After taking a break at Indian Garden, Bob and I made the decision to carry on to Plateau Point, a lookout with a view of the Colorado River. We had to make haste as the afternoon temperature was at 100F and rising. Already, a few Mule Deer were seeking refuge in the shade of a small tree. The young deer usually forage together in family groups, and then bed down in a cool secluded place during midday. The bucks, on the other hand, go off by themselves and are more apt to bed down on some rocky ridge to pass the afternoon hours.
Mule Deer rarely travel far from water and forage, so there, not far from Indian Garden, made a perfect spot to bed down. For them, it was a short walk to the river running through the oasis. Mule Deer have adapted to living in the desert by keeping daytime activity to a minimum, thus keeping their body temperature within safe limits and conserving water.
Other adaptations that contribute to their survival in a dry and harsh desert climate include the fact that their grey-buff coloured coats help camouflage them from predators in their sandy surroundings. With their keen sense of smell…1,000 times stronger than a human’s…, Mule Deer can detect water 2 feet underground, and specially adapted larger feet enable them to claw away the earth to reach the water.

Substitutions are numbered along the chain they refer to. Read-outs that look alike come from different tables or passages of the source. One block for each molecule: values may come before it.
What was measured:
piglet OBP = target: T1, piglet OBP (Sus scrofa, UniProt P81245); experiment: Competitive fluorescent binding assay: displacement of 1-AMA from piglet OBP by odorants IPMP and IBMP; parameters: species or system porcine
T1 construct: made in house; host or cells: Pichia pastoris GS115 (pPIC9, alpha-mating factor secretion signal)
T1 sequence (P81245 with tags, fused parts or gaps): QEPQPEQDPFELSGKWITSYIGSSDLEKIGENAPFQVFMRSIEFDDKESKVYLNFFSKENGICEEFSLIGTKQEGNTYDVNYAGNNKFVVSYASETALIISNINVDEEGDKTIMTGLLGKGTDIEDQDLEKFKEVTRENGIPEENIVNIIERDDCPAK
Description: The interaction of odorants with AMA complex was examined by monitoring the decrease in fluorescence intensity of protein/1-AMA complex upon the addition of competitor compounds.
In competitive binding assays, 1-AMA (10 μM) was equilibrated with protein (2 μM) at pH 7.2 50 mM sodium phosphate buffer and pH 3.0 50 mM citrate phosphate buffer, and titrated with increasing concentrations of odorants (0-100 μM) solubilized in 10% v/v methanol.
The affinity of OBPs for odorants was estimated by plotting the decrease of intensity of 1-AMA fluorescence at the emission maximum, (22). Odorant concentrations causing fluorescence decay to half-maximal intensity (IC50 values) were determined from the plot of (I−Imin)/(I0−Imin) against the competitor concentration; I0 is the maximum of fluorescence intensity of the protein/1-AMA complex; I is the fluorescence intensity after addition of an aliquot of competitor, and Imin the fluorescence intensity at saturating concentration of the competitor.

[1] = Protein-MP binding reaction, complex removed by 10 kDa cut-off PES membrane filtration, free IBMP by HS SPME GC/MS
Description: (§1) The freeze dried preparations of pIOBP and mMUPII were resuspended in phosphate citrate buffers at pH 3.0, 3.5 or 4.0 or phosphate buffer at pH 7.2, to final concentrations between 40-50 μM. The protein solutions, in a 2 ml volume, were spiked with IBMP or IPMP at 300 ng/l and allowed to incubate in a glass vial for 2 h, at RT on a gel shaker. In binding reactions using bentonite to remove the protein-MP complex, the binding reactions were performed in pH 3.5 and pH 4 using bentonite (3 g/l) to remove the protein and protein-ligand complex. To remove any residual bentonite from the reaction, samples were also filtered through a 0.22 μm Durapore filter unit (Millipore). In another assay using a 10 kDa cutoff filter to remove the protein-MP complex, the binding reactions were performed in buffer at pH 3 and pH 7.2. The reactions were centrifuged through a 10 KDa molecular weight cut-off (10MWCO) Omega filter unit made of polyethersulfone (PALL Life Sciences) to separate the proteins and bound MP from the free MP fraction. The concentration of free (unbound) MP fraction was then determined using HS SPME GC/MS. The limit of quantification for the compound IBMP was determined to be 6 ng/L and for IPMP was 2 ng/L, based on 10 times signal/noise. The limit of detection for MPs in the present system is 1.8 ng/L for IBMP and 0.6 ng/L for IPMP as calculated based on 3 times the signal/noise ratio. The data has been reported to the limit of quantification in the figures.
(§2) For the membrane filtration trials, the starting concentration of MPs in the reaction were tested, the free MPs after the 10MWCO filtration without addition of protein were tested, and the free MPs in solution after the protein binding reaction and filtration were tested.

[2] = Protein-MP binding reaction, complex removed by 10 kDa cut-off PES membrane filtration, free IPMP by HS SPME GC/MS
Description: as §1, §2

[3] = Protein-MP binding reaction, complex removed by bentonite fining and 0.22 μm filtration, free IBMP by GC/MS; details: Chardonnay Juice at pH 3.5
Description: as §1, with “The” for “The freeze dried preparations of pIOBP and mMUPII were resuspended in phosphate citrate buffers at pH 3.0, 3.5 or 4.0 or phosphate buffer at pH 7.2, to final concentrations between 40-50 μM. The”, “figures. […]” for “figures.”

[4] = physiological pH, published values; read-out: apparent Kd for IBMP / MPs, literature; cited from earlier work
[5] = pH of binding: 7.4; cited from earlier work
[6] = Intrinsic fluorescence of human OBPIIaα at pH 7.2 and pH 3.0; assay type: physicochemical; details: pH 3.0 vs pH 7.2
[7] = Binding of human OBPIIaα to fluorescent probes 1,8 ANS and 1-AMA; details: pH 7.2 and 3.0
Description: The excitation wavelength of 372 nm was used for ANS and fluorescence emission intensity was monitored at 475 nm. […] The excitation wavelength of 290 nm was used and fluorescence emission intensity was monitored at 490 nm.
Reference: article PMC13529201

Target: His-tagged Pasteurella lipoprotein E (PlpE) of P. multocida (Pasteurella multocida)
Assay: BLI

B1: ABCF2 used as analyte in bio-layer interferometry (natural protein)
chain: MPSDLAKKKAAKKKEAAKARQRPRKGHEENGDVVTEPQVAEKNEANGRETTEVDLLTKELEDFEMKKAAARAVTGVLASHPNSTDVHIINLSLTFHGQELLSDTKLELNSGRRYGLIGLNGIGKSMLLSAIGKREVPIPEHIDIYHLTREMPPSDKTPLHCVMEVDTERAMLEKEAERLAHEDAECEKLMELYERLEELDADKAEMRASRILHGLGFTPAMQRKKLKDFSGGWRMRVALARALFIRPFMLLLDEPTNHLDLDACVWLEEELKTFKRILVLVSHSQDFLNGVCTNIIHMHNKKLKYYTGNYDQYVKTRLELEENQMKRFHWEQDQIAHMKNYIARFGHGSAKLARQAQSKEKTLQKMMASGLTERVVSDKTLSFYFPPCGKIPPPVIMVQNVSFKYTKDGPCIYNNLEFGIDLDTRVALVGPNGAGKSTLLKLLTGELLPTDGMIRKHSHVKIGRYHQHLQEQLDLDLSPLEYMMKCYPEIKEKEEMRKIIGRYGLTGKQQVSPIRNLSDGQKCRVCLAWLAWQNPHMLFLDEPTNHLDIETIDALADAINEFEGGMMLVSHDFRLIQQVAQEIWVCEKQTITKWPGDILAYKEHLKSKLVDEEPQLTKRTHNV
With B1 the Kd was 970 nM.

It was late spring when we traveled to the Grand Canyon, so the Mule Deer in the Inner Canyon had not yet been inclined to move to higher altitudes. They would wait until the daytime temperatures got even hotter. The day following our 13-hour hike to Plateau Point and back up to the South Rim, a road trip seemed in order. Our legs were in serious need of some rest so we set off for the North Rim, visible in the distance in this snapshot.
After crossing back into Grand Canyon National Park on the North Rim, Bob and I drove through extensive meadowland on the Kaibab Plateau as we made our way towards Point Imperial. Seeing several Mule Deer in that alpine environment was more akin to seeing White-tailed Deer at home. Mule Deer are smaller, slower and less colourful than White-tailed Deer, ranging in size from 3-3.5 feet tall at the shoulder and from 4.5-7.0 feet long, with does being smaller than the bucks.
Mule Deer eat a wide variety of vegetation types in order to meet their nutritional needs, but because they have no upper teeth, only a hard palate, and because their digestive tracts are different from those of cattle and elk, Mule Deer must be quite selective in their food choices. Rather than eating large quantities of low-quality food like grass, they select the most nutritious plants and plant parts to meet their forage requirements. Like with a cow, food is digested after ingestion when the deer chews its cud.
Considering the various locations where Bob and I had sighted the Mule Deer, we felt we had been very lucky. They are quite endearing with their large ears, and knowing how important they are to the wildlife food chain, Grand Canyon National Park is fortunate to have a healthy population living within its boundaries.